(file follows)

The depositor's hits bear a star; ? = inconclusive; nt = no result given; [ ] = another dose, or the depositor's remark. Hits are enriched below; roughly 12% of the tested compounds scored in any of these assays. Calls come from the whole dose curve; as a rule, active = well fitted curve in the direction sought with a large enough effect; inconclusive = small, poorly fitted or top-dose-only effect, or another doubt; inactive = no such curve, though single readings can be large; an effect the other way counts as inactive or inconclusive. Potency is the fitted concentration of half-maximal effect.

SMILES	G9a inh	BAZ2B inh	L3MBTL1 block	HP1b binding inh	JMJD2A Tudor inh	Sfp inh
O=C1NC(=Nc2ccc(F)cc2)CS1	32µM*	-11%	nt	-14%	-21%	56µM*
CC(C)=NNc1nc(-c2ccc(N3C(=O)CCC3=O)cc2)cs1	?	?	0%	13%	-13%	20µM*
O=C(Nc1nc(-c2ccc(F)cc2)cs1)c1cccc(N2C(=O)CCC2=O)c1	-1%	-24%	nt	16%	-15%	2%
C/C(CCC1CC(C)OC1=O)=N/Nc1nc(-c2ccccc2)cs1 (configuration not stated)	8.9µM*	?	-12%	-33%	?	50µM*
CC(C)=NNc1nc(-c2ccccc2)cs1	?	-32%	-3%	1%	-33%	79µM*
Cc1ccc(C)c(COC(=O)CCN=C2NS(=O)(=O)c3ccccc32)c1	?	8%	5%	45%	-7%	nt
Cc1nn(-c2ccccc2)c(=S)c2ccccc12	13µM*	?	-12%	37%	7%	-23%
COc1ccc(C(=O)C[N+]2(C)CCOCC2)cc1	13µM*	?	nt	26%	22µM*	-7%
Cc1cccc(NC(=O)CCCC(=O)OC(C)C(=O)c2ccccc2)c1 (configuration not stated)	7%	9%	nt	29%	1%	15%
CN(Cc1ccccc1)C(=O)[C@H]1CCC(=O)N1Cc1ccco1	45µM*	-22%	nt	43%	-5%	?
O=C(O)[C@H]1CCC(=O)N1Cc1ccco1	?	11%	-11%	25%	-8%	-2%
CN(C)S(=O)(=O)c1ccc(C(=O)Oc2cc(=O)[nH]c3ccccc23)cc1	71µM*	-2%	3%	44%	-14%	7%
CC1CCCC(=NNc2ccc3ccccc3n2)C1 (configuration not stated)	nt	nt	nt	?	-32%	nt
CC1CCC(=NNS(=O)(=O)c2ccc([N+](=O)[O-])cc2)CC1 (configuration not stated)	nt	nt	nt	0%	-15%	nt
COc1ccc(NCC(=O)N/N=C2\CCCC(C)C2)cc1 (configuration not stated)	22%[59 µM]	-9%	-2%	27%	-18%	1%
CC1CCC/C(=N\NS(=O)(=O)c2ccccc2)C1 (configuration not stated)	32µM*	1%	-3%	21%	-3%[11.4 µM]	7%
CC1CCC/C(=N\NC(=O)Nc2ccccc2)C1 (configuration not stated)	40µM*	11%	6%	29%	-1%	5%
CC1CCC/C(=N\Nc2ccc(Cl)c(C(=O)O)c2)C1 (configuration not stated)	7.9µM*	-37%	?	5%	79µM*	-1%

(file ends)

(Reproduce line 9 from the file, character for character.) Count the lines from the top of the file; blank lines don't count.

Cc1nn(-c2ccccc2)c(=S)c2ccccc12	13µM*	?	-12%	37%	7%	-23%